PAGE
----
Sunday, 9 November 2014

The 'severe, widespread and irreversible effects' of Global Warming

Reblogged from the Weather Network

Scott Sutherland

Tuesday, November 4, 2014, 1:17 PM - It may not appear so, given its dire warning of "severe, widespread and irreversible" effects from climate change, but the latest IPCC report is really pulling its punches when it comes to delivering its message to the world.
This report, the Climate Change 2014 Synthesis Report, is one that the world needs to take notice of, and needs to take seriously

As the wrap-up of the Intergovernmental Panel on Climate Change's 5th assessment of Earth's climate, it contains the final message and summary of the previous three reports issued over the past year - the Physical Science Basis, Impacts, Adaptation, and Vulnerability and Mitigation of Climate Change
On his Facebook page, Penn State climate scientist Michael E. Mann outlined the key points of the report, and the the difference between this and previous reports:
"The world’s scientists are more confident than ever that climate change is not only real and caused by us, but that it is already taking a toll: on our health, on our economy, on our security, and on the health of our environment. The good news is that it it still possible to solve the problem cheaply. But if we delay acting, it will be far more expensive, and the damages will be far greater."
"The latest report is far more definitive than the past reports in terms of the level of confidence that human activity in the form of fossil fuel burning is not only responsible for some of the warming of the globe, but in fact all of it. The report is far more definitive that climate change isn't some nebulous, far off threat—it is negatively impacting us already, where we live."
The stark warning contained within the Synthesis Report, which it delivers with high confidence, says:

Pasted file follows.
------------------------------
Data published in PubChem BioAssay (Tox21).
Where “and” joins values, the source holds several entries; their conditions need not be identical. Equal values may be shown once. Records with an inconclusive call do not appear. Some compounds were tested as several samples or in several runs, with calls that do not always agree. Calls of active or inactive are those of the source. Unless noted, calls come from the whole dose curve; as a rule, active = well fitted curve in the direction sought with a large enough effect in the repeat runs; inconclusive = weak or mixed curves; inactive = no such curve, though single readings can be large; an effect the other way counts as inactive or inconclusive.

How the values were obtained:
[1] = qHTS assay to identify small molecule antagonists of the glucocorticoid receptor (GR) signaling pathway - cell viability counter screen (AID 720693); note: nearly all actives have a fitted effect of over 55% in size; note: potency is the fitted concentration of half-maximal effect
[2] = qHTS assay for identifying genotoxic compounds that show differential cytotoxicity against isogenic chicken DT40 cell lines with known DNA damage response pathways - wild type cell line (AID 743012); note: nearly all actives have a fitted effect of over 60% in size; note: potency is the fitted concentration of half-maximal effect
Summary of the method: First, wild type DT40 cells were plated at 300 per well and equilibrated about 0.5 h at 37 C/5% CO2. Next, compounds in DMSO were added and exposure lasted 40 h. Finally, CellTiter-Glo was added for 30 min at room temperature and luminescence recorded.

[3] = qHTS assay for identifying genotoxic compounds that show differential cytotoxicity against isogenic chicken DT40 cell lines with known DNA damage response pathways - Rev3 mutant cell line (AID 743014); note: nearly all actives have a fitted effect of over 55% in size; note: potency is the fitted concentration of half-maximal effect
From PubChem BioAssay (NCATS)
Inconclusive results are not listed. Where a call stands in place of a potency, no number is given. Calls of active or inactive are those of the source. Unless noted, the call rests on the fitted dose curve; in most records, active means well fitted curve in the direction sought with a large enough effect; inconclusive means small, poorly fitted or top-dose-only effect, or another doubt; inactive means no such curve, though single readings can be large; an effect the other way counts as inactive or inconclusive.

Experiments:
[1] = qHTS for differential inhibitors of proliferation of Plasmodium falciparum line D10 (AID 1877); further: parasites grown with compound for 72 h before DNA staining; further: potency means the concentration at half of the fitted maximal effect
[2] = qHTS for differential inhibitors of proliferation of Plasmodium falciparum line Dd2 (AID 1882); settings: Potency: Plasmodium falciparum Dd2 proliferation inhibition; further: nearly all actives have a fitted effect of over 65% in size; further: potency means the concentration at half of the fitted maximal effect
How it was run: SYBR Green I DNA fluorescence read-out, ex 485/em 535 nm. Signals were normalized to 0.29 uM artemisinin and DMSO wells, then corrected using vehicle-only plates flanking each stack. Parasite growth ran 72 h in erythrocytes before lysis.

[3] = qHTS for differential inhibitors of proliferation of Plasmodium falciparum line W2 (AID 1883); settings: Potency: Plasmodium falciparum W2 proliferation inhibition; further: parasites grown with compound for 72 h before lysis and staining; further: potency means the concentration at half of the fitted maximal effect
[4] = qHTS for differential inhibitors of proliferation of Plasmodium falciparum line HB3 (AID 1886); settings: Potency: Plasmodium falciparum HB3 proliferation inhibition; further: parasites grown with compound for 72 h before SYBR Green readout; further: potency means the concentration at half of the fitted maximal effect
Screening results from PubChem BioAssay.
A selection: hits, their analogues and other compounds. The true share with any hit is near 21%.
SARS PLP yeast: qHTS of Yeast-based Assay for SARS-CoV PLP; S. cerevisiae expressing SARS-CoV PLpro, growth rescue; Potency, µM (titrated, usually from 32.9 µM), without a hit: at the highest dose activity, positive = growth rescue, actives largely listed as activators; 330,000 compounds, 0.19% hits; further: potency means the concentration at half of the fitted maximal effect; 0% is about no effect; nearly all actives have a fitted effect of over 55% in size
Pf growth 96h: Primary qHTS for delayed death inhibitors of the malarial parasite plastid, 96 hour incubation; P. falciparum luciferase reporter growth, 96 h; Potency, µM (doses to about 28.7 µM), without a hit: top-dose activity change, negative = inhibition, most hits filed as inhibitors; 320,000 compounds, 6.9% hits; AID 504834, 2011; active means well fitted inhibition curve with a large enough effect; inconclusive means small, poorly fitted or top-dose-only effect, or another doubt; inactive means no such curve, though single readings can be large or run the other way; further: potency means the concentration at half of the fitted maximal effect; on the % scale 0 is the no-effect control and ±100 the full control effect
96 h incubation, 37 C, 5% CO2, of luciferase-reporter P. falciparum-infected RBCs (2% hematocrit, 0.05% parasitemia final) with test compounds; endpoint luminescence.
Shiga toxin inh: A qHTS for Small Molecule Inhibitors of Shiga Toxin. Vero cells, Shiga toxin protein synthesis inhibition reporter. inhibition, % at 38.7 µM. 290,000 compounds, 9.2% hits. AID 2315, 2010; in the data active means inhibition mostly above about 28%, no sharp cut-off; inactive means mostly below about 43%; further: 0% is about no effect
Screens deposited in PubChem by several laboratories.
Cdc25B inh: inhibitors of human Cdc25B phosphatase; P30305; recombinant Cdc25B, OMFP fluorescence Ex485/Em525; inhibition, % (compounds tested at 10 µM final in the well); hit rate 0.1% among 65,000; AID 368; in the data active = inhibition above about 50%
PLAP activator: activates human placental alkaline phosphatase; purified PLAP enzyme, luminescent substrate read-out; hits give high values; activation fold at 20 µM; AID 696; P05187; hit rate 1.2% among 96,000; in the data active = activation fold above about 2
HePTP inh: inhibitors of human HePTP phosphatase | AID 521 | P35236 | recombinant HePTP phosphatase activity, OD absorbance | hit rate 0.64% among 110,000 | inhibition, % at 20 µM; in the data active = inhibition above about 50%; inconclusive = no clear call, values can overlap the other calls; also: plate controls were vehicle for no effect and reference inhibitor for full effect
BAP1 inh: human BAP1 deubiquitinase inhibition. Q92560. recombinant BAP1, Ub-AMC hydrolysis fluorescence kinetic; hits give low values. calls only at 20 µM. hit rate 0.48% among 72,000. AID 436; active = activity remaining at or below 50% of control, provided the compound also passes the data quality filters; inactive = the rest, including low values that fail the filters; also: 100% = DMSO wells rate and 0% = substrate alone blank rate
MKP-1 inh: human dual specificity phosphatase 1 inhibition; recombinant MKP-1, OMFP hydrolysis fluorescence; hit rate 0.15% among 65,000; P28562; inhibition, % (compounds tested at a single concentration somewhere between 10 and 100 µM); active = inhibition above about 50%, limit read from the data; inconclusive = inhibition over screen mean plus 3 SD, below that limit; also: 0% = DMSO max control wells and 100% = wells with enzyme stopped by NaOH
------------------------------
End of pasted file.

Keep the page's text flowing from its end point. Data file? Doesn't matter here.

"Without additional mitigation efforts beyond those in place today, and even with adaptation, warming by the end of the 21st century will lead to high to very high risk of severe, widespread, and irreversible impacts globally."
The striking part of this warning is that - regardless of how dire it reads - it reflects only the lowest common denominator of consensus. With hundreds of scientists working with the IPCC assessments and dozens of governments reviewing the reports, the only way the process moves forward is for the final product to satisfy all of them. Thus, as it only contains language that everyone could agree on, the warning has been downplayed to satisfy the most conservative of outlooks and to present the most mild of expected consequences. Therefore, with the predictions of the report at the lower extreme of the scale, the warning - as written - very likely represents but a tap on the chin compared to the 'haymaker punch' that climate change may throw at us.
Where does the warning fall short? According to Mann:
"Personally, I feel that the potential threat of low-probability but potentially catastrophic events gets somewhat short thrift. As much of the potential damages is associated with the possibility of such events, they are critical in any assessment of climate change risk."
"There is an emerging body of evidence in the peer-reviewed literature, for example, that we may have already crossed a tipping point in ice sheet behavior that commits us to more than 10 feet of sea level rise. There is quite a bit of uncertainty about the timescale on which this will unfold, but timescales as short as a century or two cannot confidently be ruled out."
"There is also a body of evidence that is now emerging in the peer-reviewed scientific literature that extreme events like the current California drought might be associated with the response of the Northern Hemisphere jet stream to disappearing Arctic sea ice."
"If so, this would imply that climate change is already taking an even greater toll than the IPCC assessments imply."
What is this leading up to?

This assessment, with its more definitive statements about where the observed warming is coming from, the strong warning about what's to come (even as downplayed as it is), and the recommendations for what we need to do moving forward, is a very important document for governments to carry with them when they step into the 2015 United Nations Climate Change Conference in Paris next November.
The hope is that, with the United States and China making much stronger commitments to action on climate change as of late, there could be a significant agreement coming out of this conference. However, in order for that to happen, the nations in attendance will need to come together in seeing this as a global problem - one that we're all in together, regardless of who is causing it, and one that we all will have specific roles to play in solving it.